(1) Health care personnel who work with or near hazardous drugs in health care settings
may be exposed to these agents in the air and through contact with work surfaces,
clothing, medical equipment, and patients;
(2) According to the National Institute for Occupational Safety and Health (NIOSH),
which is part of the federal Centers for Disease Control and Prevention, early concerns
about occupational exposure to anticancer drugs first appeared in the 1970s;
(3) Antineoplastic and other hazardous drugs have been identified with a number of
acute, short-term, and chronic effects, including skin rashes, infertility, miscarriage,
birth defects, liver and kidney damage, damage to the bone marrow, damage to the heart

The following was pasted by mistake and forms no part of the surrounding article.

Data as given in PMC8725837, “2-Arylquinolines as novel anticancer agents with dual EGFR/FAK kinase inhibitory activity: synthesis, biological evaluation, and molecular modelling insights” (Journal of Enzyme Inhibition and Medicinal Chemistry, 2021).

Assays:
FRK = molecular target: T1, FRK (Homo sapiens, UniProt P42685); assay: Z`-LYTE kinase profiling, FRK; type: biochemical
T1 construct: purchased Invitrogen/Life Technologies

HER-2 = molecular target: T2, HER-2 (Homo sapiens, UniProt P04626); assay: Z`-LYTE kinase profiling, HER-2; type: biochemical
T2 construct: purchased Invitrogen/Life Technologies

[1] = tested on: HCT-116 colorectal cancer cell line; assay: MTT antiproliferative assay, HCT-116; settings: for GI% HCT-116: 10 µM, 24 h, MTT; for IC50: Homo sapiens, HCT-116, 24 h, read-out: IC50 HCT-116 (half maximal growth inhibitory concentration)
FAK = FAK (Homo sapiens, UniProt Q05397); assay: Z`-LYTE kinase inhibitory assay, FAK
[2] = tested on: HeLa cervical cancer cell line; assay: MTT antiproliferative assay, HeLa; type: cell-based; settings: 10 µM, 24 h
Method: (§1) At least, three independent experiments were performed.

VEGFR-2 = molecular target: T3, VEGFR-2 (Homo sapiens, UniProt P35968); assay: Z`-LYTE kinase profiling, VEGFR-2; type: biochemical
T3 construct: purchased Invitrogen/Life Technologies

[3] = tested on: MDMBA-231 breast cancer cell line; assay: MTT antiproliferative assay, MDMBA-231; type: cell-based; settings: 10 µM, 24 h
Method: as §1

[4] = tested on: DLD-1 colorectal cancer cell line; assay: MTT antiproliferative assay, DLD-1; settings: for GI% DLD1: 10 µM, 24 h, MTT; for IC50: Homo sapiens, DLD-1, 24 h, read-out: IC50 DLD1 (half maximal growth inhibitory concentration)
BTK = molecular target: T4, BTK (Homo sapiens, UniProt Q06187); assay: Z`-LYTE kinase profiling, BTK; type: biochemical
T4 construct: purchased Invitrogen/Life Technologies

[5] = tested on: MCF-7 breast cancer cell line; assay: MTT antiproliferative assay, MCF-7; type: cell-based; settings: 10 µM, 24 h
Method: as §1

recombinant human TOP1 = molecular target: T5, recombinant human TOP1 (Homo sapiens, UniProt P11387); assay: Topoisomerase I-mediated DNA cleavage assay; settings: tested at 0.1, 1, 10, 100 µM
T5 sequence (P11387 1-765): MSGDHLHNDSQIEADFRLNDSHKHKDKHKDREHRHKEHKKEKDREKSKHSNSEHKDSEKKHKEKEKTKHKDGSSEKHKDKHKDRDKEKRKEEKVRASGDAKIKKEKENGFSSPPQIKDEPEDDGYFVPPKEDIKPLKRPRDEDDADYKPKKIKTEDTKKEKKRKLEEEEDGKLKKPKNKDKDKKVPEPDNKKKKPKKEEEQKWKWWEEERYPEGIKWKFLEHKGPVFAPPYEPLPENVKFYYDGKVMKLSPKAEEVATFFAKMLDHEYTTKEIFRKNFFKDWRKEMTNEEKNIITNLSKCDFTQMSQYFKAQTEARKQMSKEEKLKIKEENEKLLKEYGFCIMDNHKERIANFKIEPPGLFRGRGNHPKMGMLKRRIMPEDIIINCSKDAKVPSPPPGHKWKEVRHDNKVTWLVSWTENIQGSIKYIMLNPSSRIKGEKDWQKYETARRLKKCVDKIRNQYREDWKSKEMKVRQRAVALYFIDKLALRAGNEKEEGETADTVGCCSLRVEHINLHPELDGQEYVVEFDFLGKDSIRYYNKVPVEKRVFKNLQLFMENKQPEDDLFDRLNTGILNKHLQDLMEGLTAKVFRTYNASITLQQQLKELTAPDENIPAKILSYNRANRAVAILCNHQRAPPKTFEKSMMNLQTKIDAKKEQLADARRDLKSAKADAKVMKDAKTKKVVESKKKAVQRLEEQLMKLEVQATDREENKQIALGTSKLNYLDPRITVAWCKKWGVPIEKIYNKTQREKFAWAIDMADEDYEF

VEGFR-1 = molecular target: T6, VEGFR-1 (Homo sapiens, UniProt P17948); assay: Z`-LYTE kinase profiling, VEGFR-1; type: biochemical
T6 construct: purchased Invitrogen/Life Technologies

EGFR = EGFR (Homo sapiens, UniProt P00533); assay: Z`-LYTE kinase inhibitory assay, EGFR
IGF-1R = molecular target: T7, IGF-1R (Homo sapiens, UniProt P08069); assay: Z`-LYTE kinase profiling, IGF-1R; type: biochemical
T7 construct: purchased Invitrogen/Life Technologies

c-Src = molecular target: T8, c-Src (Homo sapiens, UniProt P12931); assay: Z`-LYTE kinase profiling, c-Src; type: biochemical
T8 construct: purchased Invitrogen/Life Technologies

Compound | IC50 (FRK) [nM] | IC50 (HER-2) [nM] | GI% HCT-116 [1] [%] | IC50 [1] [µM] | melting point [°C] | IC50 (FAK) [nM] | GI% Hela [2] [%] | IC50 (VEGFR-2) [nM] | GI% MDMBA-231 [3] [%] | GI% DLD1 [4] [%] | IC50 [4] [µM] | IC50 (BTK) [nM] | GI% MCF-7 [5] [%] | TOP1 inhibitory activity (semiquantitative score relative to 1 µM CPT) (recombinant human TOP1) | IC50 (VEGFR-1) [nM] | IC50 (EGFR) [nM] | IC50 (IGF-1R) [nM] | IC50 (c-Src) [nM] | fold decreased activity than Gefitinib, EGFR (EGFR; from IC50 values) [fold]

and lungs, and various cancers; and
(4) In 2004, NIOSH published an alert on preventing occupational exposures to antineoplastic
drugs in health care settings. NIOSH urges that all hazardous drugs be universally handled according to standard
precautions as outlined in the alert, which includes recommended procedures for assessing
workplace hazards, handling hazardous drugs, and using and maintaining equipment,
as well as a list of “drugs considered hazardous,” which was updated in 2010, 2012,
b. The Legislature therefore determines that it is the public policy of the State
to provide for the appropriate regulation of the handling of hazardous drugs consistent
with the NIOSH alert, regardless of the setting in which health care is provided,
in order to protect health care personnel from potentially harmful exposure to antineoplasic
and other hazardous drugs.
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